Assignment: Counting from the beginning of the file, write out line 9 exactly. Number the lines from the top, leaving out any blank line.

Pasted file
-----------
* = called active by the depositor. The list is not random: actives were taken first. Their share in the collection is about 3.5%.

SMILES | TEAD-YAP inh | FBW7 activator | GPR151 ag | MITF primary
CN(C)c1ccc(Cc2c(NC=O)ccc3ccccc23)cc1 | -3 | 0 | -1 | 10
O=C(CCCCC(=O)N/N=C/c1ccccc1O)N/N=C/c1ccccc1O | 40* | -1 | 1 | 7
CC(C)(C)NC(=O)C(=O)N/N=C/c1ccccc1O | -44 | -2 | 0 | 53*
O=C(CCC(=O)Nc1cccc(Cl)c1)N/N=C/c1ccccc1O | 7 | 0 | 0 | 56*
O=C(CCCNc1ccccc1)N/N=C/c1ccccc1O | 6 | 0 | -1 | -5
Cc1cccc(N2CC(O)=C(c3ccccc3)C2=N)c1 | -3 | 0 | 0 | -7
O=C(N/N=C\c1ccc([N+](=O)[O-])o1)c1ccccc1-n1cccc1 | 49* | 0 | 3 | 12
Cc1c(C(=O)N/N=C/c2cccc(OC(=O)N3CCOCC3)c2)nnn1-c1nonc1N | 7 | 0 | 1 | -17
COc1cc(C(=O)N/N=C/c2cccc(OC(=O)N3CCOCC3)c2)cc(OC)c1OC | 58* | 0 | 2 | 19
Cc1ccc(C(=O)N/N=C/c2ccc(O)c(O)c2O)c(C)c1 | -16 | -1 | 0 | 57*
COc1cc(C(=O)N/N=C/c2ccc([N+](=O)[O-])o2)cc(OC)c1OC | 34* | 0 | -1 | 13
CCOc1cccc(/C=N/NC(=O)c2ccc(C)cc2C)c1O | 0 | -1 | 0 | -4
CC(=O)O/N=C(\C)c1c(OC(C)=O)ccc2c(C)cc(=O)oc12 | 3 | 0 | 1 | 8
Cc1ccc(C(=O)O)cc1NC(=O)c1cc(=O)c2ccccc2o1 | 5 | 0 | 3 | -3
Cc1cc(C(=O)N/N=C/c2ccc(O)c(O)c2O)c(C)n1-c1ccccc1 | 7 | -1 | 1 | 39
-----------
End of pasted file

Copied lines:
O=C(N/N=C\c1ccc([N+](=O)[O-])o1)c1ccccc1-n1cccc1 | 49* | 0 | 3 | 12